Fauci, who has been the most visible and prominent health authority during the pandemic, became involved in the process after doctors from the Centers for Disease Control and Prevention and infectious disease specialists from around the country created a rough outline and the four poskim reviewed it. Summary points were sent to Fauci for comment, and the OU convened a call with the NIAID director and national synagogue leadership to receive his feedback. The guidelines then received one more round of review from medical and rabbinic decisionmakers.
Posy said that Fauci commended the OU’s cautious approach, and echoed, in particular, the final point, which states that scientific knowledge about Covid-19 antibodies is currently too limited to consider anyone immune to contracting the virus. As such, those who have tested positive for antibodies should still consider themselves susceptible and behave accordingly.
But Fauci did offer some good news in the form of what he called a “non-prophetic” estimate of the reopening timeline.
“With certain precautions in place, he felt that by High Holidays, synagogues could be very much open and running across the country, with a variation for different localities,” Posy said.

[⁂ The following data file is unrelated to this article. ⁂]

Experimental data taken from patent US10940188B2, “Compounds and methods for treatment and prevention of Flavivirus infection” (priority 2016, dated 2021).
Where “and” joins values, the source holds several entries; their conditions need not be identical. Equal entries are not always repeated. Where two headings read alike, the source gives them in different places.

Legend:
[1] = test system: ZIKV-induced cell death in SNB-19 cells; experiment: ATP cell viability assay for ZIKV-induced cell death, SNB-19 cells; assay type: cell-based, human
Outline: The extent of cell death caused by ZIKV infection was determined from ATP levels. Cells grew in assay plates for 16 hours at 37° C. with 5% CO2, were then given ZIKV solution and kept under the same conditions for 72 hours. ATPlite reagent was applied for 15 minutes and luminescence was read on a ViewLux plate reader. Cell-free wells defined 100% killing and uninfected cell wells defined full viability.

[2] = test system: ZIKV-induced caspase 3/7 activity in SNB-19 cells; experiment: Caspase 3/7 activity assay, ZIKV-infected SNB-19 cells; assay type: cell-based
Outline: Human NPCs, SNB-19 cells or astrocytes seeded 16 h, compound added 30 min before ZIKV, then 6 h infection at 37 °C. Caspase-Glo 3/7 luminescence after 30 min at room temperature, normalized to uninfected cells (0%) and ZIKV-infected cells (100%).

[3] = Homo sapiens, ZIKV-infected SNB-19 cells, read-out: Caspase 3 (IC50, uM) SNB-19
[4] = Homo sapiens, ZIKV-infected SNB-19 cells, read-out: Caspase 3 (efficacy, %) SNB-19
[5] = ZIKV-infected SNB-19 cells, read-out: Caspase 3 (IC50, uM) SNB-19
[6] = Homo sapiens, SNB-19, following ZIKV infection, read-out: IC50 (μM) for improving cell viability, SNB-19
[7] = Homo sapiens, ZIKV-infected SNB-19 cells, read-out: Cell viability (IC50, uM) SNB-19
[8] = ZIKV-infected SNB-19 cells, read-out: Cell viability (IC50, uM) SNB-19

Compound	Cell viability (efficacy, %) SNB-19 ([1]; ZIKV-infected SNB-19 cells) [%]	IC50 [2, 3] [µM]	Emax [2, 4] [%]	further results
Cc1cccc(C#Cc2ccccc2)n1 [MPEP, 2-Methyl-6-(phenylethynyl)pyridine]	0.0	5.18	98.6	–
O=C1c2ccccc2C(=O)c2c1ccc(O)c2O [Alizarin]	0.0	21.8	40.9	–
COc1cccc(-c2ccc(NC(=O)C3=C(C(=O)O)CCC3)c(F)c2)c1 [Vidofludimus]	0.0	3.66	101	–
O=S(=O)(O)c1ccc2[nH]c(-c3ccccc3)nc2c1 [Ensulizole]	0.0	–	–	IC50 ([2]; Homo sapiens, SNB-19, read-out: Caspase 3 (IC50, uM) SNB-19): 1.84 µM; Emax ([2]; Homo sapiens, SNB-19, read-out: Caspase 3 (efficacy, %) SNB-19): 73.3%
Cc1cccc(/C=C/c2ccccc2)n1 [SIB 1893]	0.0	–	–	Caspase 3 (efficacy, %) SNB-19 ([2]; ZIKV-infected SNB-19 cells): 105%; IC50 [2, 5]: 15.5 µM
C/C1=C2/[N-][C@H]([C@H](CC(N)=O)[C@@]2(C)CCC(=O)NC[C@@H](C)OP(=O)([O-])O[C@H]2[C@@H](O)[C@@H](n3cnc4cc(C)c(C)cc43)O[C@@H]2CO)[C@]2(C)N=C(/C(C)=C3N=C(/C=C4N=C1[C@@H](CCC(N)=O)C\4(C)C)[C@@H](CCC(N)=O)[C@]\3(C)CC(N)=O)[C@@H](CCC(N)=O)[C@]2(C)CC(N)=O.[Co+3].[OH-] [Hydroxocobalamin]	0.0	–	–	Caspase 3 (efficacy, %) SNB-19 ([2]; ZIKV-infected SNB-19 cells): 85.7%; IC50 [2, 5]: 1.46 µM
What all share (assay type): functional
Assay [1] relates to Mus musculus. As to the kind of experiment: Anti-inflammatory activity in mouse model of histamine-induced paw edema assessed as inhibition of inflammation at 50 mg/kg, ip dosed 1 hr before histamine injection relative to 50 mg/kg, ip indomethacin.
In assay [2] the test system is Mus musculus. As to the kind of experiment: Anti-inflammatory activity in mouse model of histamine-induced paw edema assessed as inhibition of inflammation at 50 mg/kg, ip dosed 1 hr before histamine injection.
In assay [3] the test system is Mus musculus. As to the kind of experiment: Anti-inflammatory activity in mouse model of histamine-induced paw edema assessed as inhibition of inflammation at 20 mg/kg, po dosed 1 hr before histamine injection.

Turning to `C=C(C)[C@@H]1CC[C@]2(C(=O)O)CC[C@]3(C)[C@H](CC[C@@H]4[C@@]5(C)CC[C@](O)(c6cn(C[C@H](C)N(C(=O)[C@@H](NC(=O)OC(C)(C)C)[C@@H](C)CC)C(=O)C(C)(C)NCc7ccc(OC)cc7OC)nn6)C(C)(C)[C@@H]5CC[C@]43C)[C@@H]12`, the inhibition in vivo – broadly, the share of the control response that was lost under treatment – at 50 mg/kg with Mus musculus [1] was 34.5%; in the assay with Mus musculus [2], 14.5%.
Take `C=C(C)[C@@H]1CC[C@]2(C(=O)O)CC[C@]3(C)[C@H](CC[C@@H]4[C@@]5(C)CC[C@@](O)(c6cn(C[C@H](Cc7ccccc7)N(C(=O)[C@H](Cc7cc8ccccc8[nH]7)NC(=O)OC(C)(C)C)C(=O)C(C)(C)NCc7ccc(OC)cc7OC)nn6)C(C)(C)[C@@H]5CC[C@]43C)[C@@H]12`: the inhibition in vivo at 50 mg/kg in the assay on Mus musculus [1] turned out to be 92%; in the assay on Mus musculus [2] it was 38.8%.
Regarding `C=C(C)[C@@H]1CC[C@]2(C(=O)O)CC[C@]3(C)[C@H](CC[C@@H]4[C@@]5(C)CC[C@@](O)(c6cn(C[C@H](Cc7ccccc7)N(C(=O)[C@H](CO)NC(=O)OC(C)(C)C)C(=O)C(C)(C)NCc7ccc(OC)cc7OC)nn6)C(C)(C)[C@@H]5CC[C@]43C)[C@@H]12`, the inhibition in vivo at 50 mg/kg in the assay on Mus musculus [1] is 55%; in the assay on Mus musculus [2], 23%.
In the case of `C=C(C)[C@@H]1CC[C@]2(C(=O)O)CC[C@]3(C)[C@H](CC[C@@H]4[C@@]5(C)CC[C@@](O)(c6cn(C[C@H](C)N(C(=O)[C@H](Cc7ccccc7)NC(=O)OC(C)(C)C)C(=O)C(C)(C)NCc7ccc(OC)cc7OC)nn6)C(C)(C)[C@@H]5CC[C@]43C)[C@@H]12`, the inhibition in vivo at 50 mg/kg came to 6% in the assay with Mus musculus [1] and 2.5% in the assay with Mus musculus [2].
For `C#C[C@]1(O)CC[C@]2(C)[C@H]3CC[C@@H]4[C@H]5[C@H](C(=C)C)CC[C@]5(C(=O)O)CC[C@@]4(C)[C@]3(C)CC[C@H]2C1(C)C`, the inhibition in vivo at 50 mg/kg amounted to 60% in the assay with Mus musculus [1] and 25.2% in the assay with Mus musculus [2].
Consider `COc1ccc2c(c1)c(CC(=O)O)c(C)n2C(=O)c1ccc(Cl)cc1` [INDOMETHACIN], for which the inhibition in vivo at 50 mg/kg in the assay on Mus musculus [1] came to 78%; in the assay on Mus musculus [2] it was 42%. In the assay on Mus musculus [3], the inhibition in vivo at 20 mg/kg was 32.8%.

Fauci reportedly qualified that it would still be some time — potentially years — before services, High Holiday or otherwise, return to their traditional format.
“It’s not going to be the normal you’re used to, and it’s going to be a new normal,” said Posy. “The way he described it was, at least two or three [seasonal] cycles until they have a really significant vaccine or eradication of the virus.”
Muskin, who is a former president of the Rabbinical Council of America, which co-presented the OU guidelines, said the future of communal prayer remained murky in spite of them.
“I think it’s a little premature to figure out how you’re going to handle the High Holidays,” Muskin said. “Every day the facts change on the ground. Every shul is going to [plan for] it, but the truth is we don’t even know what it’s going to be like. How many people will be allowed in the sanctuary, come September? I have no idea.”
Louis Keene is a journalist in Los Angeles. Follow him on Twitter @thislouis.